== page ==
Medical scientists love p-values and in a publication, I found the following patient statistics table. I stumbled over the Number of patients line.

enter image description here

They divided their subject group into two subgroups TAV and BAV and I asked how they calculated the p-value, because you only have one characteristic BAV/TAV. If you look for instance at the Male row, you see that you can use a 2x2 contingency table consisting of 2 characteristics BAV/TAV and Male/Female and make e.g. a Fisher test.

What was done in the Number of patients row was to fake a 2x2 contingency table repeating and reversing the numbers:

$$\begin{array}{c|c} 347&32\\\hline 32&347 \end{array} $$

From the viewpoint that they want to express how similar the number of patients are in the BAV and TAV group, this kind of makes sense because it gives a p-value of 1 (two tailed Fisher) when BAV and TAV have the same number of patients. However, I have never seen this and I cannot find any reference to such an approach.

Question: Can someone tell me whether it is correct what they did?

  • $\begingroup$ Do you mean 2x2 table??? $\endgroup$
    – SmallChess
    Apr 15, 2016 at 11:32
  • $\begingroup$ In the title of the question, I really meant 1x2 because basically we have only 1x2 data. But I see your point that it might be confusing. Maybe we find a different title for the question that describes the problem better. Any suggestions? $\endgroup$
    – halirutan
    Apr 15, 2016 at 11:33
  • $\begingroup$ No need. If you mean 1x2, let it be. $\endgroup$
    – SmallChess
    Apr 15, 2016 at 11:34

2 Answers 2


The only "right" way I can think of to analyze that type of patient row is to test whether the proportions are equal. This can be done with a one way chi-square test, which is, indeed, a 1x2 table.

I've never seen the sort of procedure you mention - did they say in the article that that is what they did, or are you guessing/figuring out that that is what they did?

The next question is whether the two methods give the same results. The table you show doesn't give much, so let's test:

type <- c(TAV = 347, BAV = 32)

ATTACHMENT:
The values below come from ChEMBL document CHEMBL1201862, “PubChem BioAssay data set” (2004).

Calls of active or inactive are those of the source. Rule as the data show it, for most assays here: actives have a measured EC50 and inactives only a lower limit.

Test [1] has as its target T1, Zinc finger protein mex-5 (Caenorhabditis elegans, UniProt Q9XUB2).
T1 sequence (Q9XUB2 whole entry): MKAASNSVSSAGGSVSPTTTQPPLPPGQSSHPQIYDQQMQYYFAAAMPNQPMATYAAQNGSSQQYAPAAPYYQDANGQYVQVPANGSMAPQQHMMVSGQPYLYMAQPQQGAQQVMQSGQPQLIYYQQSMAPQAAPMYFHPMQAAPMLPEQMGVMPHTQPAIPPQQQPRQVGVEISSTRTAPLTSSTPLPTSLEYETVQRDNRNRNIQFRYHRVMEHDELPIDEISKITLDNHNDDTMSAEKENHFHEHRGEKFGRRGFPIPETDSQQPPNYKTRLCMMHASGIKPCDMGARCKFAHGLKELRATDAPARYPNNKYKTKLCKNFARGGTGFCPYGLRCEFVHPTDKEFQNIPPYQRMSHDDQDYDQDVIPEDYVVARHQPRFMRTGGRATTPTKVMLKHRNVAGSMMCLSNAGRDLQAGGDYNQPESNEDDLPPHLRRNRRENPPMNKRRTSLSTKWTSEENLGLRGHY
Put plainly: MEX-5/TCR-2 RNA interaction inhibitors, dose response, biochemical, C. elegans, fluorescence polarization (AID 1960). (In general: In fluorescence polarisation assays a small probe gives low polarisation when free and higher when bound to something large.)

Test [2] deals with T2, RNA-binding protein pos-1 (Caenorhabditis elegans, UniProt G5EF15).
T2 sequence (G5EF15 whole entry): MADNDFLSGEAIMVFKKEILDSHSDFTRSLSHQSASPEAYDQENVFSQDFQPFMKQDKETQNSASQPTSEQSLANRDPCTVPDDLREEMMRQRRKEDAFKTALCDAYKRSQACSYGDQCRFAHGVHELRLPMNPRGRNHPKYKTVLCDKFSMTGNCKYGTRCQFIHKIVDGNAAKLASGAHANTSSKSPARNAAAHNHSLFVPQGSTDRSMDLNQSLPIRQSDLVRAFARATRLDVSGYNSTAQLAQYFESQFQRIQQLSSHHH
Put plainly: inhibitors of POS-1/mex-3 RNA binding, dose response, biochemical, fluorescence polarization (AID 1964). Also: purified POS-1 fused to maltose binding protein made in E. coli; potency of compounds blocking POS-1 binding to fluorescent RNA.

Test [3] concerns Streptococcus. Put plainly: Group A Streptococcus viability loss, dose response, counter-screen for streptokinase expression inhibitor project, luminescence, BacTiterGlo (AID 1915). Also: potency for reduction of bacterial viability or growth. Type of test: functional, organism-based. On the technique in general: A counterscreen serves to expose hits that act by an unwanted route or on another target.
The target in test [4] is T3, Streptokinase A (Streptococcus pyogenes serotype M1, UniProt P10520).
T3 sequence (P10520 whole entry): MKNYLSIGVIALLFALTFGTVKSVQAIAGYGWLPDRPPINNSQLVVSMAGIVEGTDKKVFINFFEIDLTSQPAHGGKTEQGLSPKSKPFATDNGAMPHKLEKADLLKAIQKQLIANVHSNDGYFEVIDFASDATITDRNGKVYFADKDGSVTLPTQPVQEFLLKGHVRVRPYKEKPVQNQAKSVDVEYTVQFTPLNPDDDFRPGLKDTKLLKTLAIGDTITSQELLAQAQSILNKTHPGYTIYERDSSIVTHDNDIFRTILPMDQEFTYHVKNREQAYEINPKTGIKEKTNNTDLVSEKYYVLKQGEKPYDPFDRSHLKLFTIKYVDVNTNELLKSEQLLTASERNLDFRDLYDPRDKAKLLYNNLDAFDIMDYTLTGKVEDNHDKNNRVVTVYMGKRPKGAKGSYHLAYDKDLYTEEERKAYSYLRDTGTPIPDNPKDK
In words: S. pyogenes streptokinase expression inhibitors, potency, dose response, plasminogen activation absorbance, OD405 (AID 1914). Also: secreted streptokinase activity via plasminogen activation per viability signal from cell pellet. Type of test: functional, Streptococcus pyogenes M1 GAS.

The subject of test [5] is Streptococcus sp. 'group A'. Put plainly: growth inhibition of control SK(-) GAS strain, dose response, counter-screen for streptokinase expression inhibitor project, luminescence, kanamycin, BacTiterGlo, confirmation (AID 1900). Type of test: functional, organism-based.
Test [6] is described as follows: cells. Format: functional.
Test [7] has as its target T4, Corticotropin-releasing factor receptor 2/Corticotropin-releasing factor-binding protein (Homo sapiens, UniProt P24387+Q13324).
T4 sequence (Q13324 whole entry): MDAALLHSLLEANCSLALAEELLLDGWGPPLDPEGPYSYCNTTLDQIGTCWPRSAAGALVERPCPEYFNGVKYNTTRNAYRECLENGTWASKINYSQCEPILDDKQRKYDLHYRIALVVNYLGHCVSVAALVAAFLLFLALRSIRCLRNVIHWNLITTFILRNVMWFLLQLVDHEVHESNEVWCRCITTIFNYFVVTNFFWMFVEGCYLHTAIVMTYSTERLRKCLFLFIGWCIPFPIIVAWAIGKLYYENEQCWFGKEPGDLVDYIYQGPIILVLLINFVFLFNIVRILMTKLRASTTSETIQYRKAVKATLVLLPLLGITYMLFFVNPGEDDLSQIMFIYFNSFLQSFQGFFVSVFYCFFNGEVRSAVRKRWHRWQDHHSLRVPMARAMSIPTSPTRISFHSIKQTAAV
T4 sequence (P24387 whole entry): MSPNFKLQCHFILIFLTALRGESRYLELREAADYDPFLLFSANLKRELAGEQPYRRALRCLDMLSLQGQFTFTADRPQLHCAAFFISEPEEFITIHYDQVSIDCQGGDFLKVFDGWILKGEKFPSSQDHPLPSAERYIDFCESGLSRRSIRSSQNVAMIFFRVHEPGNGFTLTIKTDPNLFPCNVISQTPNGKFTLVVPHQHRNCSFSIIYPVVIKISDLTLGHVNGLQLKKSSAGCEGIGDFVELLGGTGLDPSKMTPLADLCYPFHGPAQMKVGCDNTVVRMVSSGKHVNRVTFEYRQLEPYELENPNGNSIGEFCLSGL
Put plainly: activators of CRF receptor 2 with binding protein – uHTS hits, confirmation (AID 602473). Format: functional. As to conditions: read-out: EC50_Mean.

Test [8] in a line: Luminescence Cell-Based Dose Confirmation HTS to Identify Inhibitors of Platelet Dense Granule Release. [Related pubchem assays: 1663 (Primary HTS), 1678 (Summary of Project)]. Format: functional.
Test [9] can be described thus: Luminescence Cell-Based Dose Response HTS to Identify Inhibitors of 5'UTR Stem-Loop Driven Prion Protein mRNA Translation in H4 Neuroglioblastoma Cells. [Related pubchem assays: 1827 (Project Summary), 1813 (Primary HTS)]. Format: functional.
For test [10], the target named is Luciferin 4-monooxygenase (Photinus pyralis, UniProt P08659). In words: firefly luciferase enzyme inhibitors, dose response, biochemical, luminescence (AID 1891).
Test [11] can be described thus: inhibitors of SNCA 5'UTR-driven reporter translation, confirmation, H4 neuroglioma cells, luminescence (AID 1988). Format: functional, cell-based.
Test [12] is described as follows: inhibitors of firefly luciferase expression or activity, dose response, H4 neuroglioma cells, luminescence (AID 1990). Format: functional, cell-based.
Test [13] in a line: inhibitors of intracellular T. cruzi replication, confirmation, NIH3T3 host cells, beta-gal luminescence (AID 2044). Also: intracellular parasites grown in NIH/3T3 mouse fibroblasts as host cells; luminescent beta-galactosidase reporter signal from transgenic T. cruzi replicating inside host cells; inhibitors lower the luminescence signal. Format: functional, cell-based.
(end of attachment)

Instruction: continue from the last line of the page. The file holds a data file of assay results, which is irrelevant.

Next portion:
x <- matrix(c(347,32,32,347),ncol = 2)

give identical p values. The first is what I suggested, the second is what you said.

  • 1
    $\begingroup$ Thanks for pointing this out. I really know what they did because I asked. +1 $\endgroup$
    – halirutan
    Apr 15, 2016 at 12:09
  • 1
    $\begingroup$ Note, these are giving different p-values, it's just hard to tell since the p-value is so small. If you change 347 to 50, you'll see different p-values. I think this should be a one proportion z-test, please see my response $\endgroup$ Apr 21, 2016 at 7:02
  • $\begingroup$ I tried your solution on my data, however I got an error "all entries of 'x' must be nonnegative and finite". I guess it is because I have missing values/data. Would you be so kind and complete your answer for cases with missing values/data? $\endgroup$
    – pdeli
    Sep 15, 2023 at 15:38
  • 1
    $\begingroup$ @pdeli If you have missing data, that is a different question. Feel free to ask your own question. $\endgroup$
    – Peter Flom
    Sep 15, 2023 at 18:24

The p-value calculations are a little confusing. The p-values are trying to test whether the percentages are similar for the two subgroups. For the first row "Number of patients" the % in TAV has to be 1-% in BAV. Therefore, one should test whether p=0.5 for one proportion:

prop.test(221, 244, p=0.5, alternative="two.sided")

For the "Male Gender" row, the % of males in TAV does not have to be 1-% of males in BAV, so we have a different test. You can actually fill out the table:

       Male   Female  Total
TAV    221     126     347
BAV    23      9       32
Total  244     135

This can be tested using Fisher's exact test (although Barnard's exact test is superior) giving the p-value reported.

> data<-matrix(c(221,126,23,9),ncol=2,byrow=TRUE)
> fisher.test(data,alternative="two.sided")

    Fisher's Exact Test for Count Data

data:  data
p-value = 0.4418
alternative hypothesis: true odds ratio is not equal to 1
95 percent confidence interval:
 0.2710563 1.5995457
sample estimates:
odds ratio 

Your Answer

By clicking “Post Your Answer”, you agree to our terms of service and acknowledge you have read our privacy policy.

Not the answer you're looking for? Browse other questions tagged or ask your own question.